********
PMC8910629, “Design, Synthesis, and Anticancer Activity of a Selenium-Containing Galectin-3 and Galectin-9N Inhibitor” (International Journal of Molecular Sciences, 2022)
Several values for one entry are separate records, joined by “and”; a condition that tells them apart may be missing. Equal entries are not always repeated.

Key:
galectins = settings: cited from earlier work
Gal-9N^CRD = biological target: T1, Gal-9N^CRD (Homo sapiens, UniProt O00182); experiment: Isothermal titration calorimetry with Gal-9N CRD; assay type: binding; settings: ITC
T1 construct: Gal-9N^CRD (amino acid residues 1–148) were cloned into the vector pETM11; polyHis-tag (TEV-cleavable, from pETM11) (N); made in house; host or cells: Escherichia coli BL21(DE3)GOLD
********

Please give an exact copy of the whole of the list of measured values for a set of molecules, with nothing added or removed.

PMC8910629, “Design, Synthesis, and Anticancer Activity of a Selenium-Containing Galectin-3 and Galectin-9N Inhibitor” (International Journal of Molecular Sciences, 2022)
Several values for one entry are separate records, joined by “and”; a condition that tells them apart may be missing. Equal entries are not always repeated.

Key:
galectins = settings: cited from earlier work
Gal-9N^CRD = biological target: T1, Gal-9N^CRD (Homo sapiens, UniProt O00182); experiment: Isothermal titration calorimetry with Gal-9N CRD; assay type: binding; settings: ITC
T1 construct: Gal-9N^CRD (amino acid residues 1–148) were cloned into the vector pETM11; polyHis-tag (TEV-cleavable, from pETM11) (N); made in house; host or cells: Escherichia coli BL21(DE3)GOLD